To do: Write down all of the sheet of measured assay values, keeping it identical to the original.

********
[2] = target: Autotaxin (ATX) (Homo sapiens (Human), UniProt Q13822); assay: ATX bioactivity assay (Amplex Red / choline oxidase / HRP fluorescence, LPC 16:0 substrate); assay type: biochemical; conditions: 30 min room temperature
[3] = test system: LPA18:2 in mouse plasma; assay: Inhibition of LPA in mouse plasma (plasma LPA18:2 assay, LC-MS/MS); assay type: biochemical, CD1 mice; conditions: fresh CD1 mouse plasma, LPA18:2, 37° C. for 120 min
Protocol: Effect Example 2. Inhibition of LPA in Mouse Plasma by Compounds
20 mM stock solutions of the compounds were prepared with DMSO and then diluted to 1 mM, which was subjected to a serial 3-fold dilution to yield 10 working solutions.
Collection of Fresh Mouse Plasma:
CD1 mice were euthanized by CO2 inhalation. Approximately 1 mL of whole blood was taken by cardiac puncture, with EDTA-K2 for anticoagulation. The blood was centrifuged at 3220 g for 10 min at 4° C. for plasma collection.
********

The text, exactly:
[2] = target: Autotaxin (ATX) (Homo sapiens (Human), UniProt Q13822); assay: ATX bioactivity assay (Amplex Red / choline oxidase / HRP fluorescence, LPC 16:0 substrate); assay type: biochemical; conditions: 30 min room temperature
[3] = test system: LPA18:2 in mouse plasma; assay: Inhibition of LPA in mouse plasma (plasma LPA18:2 assay, LC-MS/MS); assay type: biochemical, CD1 mice; conditions: fresh CD1 mouse plasma, LPA18:2, 37° C. for 120 min
Protocol: Effect Example 2. Inhibition of LPA in Mouse Plasma by Compounds
20 mM stock solutions of the compounds were prepared with DMSO and then diluted to 1 mM, which was subjected to a serial 3-fold dilution to yield 10 working solutions.
Collection of Fresh Mouse Plasma:
CD1 mice were euthanized by CO2 inhalation. Approximately 1 mL of whole blood was taken by cardiac puncture, with EDTA-K2 for anticoagulation. The blood was centrifuged at 3220 g for 10 min at 4° C. for plasma collection.